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This fic is meant to be a tie-in to the story I'm writing over on the Adult Board, "A Mage and Her Warrior". I'm posting it here because a) there's no adult material, and b) I see it as a way to try to pique interest in the main story. Hopefully I've done a good enough job making it work as a relative stand-alone.


Baldric quickly closed the door to the inn, relieved to be back in its warmth. Despite being summer, there was still snow on the ground here in the mountains (although the innkeepers did what they could to keep the ground around the inn and the stables clear), and as night fell, the temperature would drop still further. There was also a sharp breeze blowing through this particular night, which wasn’t helping matters.

Even as he had the thought, his nose prickled, and he tugged his handkerchief from his collar. “Uhh…UPKISHHTTT!!

He heard faint clatters and creaks as people jumped in surprise at the sound, and while the innkeeper did toss out a “Gitsen.”, it was clear he was already exasperated by his guest’s sneezing. Baldric gave him an apologetic look and approached the bar. “What foods and drink would you recommend for a cold?”

The man continued to look him over sternly, then relented with a sigh. “I can get my wife to make you a stew that should have enough meat, vegetables, and spices to help a little. And a fruit tea with a splash of alcohol will help you stay warm, at the very least.”

“Thank you,” Baldric said, setting three gold pieces on the countertop, “Keep the rest. I’ll change out of my armor, then sit at the table nearest the fire.”

The man visibly brightened at Baldric’s generosity and nodded. Baldric removed his cloak and hung it up along the wall alongside those of the other guests, then crossed the room and made his way upstairs, where it didn’t take him long to change out of his armor and throw on a tunic. He was tempted to follow his usual routine of cleaning and polishing his sword and armor, but he didn’t want to risk the food getting cold. He did, however, wait until he’d sneezed again (“HERIKSHHH!!!”) before getting a fresh handkerchief and leaving his room. He might as well try to keep from startling other patrons.

The soup and tea were waiting at the table when he arrived. Raising a hand towards the bar in thanks, Baldric sat down and started eating. His cold was still new, and thus he could actually taste what was on offer. The stew was a little watery, but it was mostly masked by the spices mixed into it. And the tea was just a little too sweet, but he appreciated the warmth of it and the effort the innkeeper had gone to for him. So he ate without complaint, occasionally wiping his nose when the steam and spices caused it to run, and did what he could to muffle his sneezes whenever they appeared.

He was about halfway through the bowl when he happened to glance down at the handkerchief as he reached for it. It was only then that he realized that it wasn’t his; it was smaller and thinner, with a light grey “S” embroidered onto it, difficult to see unless you looked closely. He must have put it with his other handkerchiefs out of habit when he’d taken advantage of the opportunity to wash his things. Baldric’s heart gave a pang at the sight, remembering the circumstances in which he’d come to acquire it…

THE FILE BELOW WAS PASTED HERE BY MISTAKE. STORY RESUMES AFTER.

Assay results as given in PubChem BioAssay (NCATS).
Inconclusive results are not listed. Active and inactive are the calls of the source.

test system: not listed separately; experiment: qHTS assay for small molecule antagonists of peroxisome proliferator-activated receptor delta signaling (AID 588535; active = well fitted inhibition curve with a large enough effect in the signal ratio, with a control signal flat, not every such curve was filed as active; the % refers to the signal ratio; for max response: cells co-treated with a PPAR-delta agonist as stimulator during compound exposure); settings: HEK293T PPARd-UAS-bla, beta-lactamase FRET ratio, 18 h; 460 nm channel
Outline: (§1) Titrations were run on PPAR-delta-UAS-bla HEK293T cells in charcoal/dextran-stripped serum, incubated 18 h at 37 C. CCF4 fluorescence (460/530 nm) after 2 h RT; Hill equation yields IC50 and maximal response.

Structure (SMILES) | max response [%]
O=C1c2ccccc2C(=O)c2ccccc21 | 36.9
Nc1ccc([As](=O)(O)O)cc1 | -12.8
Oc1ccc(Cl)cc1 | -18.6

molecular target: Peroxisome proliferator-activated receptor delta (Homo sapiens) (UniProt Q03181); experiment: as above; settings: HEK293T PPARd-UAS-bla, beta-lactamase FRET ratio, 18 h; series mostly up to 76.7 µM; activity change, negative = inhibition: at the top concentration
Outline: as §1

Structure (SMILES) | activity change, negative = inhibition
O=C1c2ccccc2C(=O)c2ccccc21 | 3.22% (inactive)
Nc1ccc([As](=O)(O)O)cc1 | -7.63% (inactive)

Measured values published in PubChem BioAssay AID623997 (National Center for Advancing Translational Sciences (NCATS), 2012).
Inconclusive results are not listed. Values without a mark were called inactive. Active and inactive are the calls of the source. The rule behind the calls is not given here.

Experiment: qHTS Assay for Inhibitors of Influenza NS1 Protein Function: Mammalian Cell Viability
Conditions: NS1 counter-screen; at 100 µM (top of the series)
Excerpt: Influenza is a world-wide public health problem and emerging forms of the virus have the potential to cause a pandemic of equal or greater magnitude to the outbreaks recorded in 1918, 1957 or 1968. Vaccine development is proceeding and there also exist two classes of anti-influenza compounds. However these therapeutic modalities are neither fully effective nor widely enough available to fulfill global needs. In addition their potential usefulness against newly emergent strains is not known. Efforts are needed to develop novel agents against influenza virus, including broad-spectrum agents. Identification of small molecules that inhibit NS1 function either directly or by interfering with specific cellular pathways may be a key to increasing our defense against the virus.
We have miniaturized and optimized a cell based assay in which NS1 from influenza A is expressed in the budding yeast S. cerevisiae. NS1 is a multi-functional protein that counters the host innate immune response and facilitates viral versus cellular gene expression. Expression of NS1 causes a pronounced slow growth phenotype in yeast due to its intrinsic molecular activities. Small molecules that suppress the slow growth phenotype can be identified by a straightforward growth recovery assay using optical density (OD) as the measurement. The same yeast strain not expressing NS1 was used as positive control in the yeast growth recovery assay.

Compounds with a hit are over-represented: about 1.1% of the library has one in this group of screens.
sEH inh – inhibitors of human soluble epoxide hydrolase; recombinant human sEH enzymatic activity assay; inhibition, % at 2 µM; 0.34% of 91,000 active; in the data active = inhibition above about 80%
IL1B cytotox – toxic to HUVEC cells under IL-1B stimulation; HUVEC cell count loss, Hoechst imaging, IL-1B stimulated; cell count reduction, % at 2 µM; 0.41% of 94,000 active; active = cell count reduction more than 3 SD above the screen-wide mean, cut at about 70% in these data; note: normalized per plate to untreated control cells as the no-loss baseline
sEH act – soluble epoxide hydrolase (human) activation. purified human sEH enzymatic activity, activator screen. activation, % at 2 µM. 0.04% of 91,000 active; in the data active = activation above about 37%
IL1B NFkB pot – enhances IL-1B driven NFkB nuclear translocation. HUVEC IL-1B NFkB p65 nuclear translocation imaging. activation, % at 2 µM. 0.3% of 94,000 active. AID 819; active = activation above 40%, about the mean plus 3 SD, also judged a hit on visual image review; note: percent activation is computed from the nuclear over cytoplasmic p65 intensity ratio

Siofe held out a handkerchief, weighed down with coin. “I hope you won’t need much of it,” she said, “Or that you end up making more than you spend.”

Baldric glanced at her as he accepted it. She seemed meek, timid. It wasn’t like her, and in other circumstances he might have felt ashamed. At the moment, however, all he felt was a cruel streak of satisfaction. But maintaining his civility, he turned away to not let the emotions show, busying himself with putting the money in his coin purse. “I transferred your share of supplies to your saddlebags,” he said, “Though you may want to organize them to your own liking.”

“Thanks for the warning.” Siofe responded, sounding like she was trying to smile.

When he tried to return the handkerchief, looking just over her shoulder to avoid meeting her eyes again, he saw her shake her head. “Keep it. I have others. Besides, I think they’re more useful for you than they are for me.”

He wondered if it was a ploy, a way to make him keep a memento of her and cause him to miss her. Still, while it wasn’t as thick as his normal handkerchiefs, it couldn’t hurt to have handy, and would save him from having to purchase another for a while. After a moment’s hesitation, he shrugged and tucked it in the saddlebag. “I suppose you’re right. Thank you.”

Baldric sighed and turned back to his meal, though he had even less of an appetite now. Siofe had always been on his mind in one form or another, but now that he was most likely days away from seeing her again, it was hard for him to think about anything else. The realization that he had a cold and his attempts to keep it from getting worse or bothering others was almost a relief in that regard, but it was clearly no longer going to be enough. And with the heartache came the return of anxiety. What would happen when they saw each other again? He’d run through half-a-dozen opening phrases—from pleasantries to apologies—and none of them seemed right. It didn’t help that he had no idea how she would respond to him. Would her eyes light up when she saw him, or would they be wary, uncertain if he was still angry? Or worse, would she be angry at how he’d acted, treating him politely but coldly? He’d deserve it, to a certain extent, but he wasn’t sure he could endure it.

His nose itched again, and he quickly brought the handkerchief to his face, grateful for the minor distraction. “ARKSHHHTTT!!!

The table creaked and his dishes rattled, and he grimaced and lowered his head back towards his stew. He was feeling awkward enough without everybody looking at him, no doubt both impressed and annoyed by just how powerful his sneezes could be. Would Siofe feel the same way? He’d do what he could to reduce his symptoms by the time he reached their meeting spot, but he was sure he’d still be sneezing, at the very least. Would the remnants of his cold arouse her sympathy, or would it be just one more reminder of his negative traits, a good excuse for her to turn him away?

Baldric grimaced and tried to push the thoughts away, picking up his spoon again. He had at least another two days to fret over this. For now, he could try to keep himself busy by eating, tending to his armor, and then doing what he could to get a good night’s sleep. Maybe he could even attempt to read; he knew this particular inn would loan you a book from their small collection.